Studies in the Psychology of Sex: Understanding Sexuality

Studies in the Psychology of Sex: Understanding Sexuality

by Havelock Ellis
     
 

In the study of Love and Pain I have discussed the sources of those aberrations which are commonly called, not altogether happily, "sadism" and "masochism." Here we are brought before the most extreme and perhaps the most widely known group of sexual perversions. I have considered them from the medico-legal standpoint, because that has already been done by other…  See more details below

Overview

In the study of Love and Pain I have discussed the sources of those aberrations which are commonly called, not altogether happily, "sadism" and "masochism." Here we are brought before the most extreme and perhaps the most widely known group of sexual perversions. I have considered them from the medico-legal standpoint, because that has already been done by other writers whose works are accessible. I have preferred to show how these aberrations may be explained; how they may be linked on to normal and fundamental aspects of the sexual impulse; and, indeed, in their elementary forms, may themselves be regarded as normal. In some degree they are present, in every case, at some point of sexual development; their threads are subtly woven in and out of the whole psychological process of sex. I have made no attempt to reduce their complexity to a simplicity that would be fallacious. I hope that my attempt to unravel these long and tangled threads will be found to make them fairly clear.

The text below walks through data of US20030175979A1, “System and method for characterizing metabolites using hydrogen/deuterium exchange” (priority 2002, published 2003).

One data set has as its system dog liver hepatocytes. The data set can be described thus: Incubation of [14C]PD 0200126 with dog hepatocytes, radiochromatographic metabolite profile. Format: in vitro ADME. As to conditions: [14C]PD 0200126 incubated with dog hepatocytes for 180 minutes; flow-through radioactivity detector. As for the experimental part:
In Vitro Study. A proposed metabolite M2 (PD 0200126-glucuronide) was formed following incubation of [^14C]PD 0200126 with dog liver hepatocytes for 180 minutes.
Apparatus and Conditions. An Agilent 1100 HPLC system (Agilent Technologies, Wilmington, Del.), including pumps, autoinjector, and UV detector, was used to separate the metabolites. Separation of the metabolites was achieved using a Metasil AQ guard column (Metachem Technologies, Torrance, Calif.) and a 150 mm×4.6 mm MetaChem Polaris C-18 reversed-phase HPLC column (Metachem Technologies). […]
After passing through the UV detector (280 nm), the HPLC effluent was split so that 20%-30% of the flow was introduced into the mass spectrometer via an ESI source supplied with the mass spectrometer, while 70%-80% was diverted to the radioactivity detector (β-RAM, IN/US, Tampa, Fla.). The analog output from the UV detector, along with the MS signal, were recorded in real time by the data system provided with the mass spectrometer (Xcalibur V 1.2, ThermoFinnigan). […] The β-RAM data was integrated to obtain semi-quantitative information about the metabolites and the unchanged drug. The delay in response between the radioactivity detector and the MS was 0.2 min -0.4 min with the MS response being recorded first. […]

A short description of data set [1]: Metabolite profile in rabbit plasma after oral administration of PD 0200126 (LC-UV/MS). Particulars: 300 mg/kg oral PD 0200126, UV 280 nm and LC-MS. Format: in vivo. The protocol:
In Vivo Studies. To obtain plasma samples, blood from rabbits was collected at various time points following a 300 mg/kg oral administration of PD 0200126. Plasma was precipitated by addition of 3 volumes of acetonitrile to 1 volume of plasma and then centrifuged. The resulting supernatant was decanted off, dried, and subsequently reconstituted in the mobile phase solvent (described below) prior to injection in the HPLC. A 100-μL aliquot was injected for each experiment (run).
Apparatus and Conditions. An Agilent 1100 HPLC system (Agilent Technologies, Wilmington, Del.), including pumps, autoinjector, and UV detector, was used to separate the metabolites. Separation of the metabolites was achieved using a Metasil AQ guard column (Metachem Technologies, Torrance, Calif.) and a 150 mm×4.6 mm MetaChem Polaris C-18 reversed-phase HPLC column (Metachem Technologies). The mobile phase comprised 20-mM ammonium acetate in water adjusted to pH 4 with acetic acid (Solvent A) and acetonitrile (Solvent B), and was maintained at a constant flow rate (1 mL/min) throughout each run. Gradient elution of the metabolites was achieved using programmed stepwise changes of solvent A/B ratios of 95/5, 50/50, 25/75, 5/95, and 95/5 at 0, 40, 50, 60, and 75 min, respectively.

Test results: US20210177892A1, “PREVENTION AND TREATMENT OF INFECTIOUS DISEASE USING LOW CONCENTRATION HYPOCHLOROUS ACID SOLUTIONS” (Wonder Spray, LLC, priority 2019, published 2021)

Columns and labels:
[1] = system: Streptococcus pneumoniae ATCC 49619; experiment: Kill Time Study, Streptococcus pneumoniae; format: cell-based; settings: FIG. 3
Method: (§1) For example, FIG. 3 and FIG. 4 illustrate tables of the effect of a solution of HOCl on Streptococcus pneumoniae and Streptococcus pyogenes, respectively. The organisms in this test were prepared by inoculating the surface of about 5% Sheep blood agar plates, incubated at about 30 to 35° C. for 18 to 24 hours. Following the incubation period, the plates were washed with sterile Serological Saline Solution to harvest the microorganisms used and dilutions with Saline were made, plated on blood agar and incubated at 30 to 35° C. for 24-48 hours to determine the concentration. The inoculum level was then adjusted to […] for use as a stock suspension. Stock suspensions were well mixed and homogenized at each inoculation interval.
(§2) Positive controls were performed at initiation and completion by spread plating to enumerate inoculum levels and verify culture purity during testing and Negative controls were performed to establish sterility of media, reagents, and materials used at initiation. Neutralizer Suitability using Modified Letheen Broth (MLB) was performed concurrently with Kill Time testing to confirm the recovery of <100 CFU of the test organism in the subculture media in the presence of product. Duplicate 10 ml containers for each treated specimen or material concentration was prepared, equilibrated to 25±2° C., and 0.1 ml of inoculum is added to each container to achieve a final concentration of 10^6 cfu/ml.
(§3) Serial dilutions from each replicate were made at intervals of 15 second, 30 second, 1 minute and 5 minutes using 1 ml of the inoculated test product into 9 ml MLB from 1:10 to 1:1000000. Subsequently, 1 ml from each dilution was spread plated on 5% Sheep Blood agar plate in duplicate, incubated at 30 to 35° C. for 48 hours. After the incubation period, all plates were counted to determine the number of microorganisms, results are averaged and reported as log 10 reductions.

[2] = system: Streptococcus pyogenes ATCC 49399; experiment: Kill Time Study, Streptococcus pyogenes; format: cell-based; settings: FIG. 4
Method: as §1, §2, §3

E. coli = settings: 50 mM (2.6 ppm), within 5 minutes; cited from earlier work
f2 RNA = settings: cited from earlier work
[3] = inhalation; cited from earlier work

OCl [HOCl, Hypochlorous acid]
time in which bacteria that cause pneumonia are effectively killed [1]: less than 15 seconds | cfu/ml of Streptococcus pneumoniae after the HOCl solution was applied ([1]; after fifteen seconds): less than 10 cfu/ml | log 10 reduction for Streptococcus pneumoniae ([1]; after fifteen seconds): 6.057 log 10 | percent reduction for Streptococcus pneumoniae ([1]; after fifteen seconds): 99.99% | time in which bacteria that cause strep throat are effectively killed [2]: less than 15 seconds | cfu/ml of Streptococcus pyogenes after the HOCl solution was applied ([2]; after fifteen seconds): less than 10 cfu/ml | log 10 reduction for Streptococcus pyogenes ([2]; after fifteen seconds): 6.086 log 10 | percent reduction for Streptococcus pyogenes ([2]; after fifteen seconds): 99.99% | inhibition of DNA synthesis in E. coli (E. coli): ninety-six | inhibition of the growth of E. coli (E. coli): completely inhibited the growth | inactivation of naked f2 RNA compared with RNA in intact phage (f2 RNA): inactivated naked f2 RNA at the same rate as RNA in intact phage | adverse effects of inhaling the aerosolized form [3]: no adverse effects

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Product Details

ISBN-13:
9781477503492
Publisher:
CreateSpace Publishing
Publication date:
05/20/2012
Pages:
280
Product dimensions:
8.50(w) x 11.00(h) x 0.59(d)

Meet the Author

Henry Havelock Ellis, known as Havelock Ellis (2 February 1859 - 8 July 1939), was a British physician and psychologist, writer, and social reformer who studied human sexuality. He was co-author of the first medical textbook in English on homosexuality in 1897, and also published works on a variety of sexual practices and inclinations, including transgender psychology. He is credited with introducing the notions of narcissism and autoeroticism, later adopted by psychoanalysis. Like many progressive thinkers of his era, he supported eugenics and served as president of the Galton Institute.

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